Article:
Recovery Strategy for the Black-footed Ferret (Mustela nigripes) in Canada
A strategic environmental assessment (SEA) is conducted on all Species at Risk Act recovery strategies, in accordance with the Cabinet Directive on the Environmental Assessment of Policy, Plan and Program Proposals (2004). The purpose of a SEA is to incorporate environmental considerations into the development of public policies, plans, and program proposals to support environmentally sound decision-making.
Recovery planning is intended to benefit species at risk and biodiversity in general. However, it is recognized that strategies may also inadvertently lead to environmental effects beyond their intended benefits. Environmental effects, including impacts to non-target species and the environment, were considered during recovery planning. The SEA is not a separate document, but is incorporated directly into the recovery strategy and is summarized here.
This recovery strategy will benefit the environment by reintroducing and promoting the recovery of the black-footed ferret in an area it had historically occupied. The recovery strategy will also have indirect positive effects. Potential black-tailed prairie dog (Special Concern) colony expansion will increase habitat for species such as the Burrowing Owl (Endangered) and swift fox (Endangered) and increase prey abundance for species such as the Golden Eagle and Ferruginous Hawk (Special Concern). Potential negative effects as a result of the recovery strategy include increased disease potential, decreases in habitat such as sagebrush communities, and destruction of invertebrate communities. The importance of these effects is unknown. There will be significant mortality of black-tailed prairie dogs (Special Concern) due to direct predation by black-footed ferrets and there is also potential for ferret predation on Burrowing Owls (Endangered) and Greater Sage-Grouse (Endangered). However, it is believed that ferrets do not have population level effects on these species in areas of the U.S.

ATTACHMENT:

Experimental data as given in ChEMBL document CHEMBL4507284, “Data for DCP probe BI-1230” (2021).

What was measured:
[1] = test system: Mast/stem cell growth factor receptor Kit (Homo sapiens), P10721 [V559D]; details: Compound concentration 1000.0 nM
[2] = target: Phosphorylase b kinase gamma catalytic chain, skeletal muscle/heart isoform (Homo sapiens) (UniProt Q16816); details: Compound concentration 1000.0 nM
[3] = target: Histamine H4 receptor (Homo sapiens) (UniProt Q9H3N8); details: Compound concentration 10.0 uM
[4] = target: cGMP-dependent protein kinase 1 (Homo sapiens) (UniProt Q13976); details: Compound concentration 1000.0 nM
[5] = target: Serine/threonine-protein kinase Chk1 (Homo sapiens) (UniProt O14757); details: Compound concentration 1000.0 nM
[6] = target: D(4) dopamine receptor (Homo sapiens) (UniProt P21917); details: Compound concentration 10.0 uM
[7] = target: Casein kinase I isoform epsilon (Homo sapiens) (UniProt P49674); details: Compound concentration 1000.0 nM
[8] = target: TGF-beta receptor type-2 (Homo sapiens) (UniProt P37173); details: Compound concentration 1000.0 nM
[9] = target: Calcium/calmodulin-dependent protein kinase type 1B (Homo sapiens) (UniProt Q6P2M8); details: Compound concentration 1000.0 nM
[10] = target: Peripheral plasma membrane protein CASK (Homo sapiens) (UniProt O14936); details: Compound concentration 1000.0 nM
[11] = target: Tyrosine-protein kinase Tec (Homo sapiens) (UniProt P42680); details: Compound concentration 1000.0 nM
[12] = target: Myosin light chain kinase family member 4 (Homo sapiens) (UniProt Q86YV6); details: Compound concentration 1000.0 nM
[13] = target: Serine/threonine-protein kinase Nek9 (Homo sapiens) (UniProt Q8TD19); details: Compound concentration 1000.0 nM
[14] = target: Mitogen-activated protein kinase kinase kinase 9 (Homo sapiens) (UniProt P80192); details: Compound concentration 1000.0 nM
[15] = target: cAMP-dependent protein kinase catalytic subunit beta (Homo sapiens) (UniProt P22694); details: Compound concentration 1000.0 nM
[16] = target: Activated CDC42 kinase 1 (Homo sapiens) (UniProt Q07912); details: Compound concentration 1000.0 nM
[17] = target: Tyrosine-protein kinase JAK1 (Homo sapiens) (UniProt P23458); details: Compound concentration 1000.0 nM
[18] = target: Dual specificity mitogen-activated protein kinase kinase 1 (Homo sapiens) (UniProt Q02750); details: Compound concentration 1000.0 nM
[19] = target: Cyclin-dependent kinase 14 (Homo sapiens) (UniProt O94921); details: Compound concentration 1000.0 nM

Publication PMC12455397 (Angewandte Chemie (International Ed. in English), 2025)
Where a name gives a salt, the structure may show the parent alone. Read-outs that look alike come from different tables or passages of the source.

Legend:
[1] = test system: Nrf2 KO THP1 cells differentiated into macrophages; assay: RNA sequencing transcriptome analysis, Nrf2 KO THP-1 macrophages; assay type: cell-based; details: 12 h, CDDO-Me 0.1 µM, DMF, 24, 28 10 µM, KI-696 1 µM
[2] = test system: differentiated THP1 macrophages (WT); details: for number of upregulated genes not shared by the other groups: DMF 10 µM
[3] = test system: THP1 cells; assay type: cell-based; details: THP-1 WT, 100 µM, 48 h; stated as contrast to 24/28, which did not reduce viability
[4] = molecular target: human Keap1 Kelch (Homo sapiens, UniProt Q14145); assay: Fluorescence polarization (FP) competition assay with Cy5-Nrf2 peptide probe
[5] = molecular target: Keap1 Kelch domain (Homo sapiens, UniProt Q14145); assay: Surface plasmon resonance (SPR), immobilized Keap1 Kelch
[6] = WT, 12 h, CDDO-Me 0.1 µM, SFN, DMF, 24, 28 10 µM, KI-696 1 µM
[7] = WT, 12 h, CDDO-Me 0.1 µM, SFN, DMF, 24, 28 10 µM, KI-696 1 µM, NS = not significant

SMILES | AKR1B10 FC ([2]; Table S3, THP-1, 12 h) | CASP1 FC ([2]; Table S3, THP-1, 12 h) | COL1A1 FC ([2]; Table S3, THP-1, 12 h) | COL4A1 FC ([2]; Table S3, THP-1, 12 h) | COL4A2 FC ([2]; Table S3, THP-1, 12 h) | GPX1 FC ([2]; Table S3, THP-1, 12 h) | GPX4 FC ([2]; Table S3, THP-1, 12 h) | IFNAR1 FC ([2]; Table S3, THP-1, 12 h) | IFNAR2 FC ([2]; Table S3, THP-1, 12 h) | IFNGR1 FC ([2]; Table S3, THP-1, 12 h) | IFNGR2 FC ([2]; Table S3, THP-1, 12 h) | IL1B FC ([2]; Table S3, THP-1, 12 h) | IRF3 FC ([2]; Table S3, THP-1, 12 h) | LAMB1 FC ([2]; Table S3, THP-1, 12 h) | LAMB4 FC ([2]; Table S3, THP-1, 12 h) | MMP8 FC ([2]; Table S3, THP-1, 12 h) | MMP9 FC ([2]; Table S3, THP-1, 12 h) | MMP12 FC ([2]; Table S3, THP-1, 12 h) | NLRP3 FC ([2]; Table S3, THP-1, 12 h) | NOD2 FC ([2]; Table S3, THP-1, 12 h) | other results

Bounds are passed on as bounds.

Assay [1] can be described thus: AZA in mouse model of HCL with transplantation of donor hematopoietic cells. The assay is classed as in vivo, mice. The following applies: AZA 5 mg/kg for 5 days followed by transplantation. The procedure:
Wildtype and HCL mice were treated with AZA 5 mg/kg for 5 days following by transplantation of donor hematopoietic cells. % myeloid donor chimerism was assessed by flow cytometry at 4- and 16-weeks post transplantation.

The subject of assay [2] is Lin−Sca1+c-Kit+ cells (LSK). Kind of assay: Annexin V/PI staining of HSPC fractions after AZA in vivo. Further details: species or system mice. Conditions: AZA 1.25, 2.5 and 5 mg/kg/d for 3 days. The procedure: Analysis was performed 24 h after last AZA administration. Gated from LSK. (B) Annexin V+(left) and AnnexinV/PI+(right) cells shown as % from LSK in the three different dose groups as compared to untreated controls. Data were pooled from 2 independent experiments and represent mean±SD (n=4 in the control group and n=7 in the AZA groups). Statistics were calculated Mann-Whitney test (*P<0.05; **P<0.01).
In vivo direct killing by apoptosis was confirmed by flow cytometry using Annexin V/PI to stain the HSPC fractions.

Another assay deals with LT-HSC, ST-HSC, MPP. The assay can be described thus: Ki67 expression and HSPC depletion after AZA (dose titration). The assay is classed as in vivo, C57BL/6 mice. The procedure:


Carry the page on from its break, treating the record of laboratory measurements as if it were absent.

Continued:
Mitigation of the potential negative effects on species at risk will be addressed by working cooperatively with the affected species recovery teams on a regular basis, and monitoring of ferret activities, diet and habitat use, as well as population monitoring of other species at risk in the reintroduction area. Effects on other species at risk will be closely evaluated and management strategies for the ferrets will be modified if any detrimental effects are detected. Some examples of mitigation measures for other associated species include quarantine and vaccination to reduce the spread of disease, and avoiding the expansion of prairie dog colonies in areas where rare plants occur. Strategies to address potential negative effects will be developed prior to implementing recovery actions and will be included in the ferret action plan. Taking these mitigation measures into account, it is concluded that the plan will not entail any important negative effects.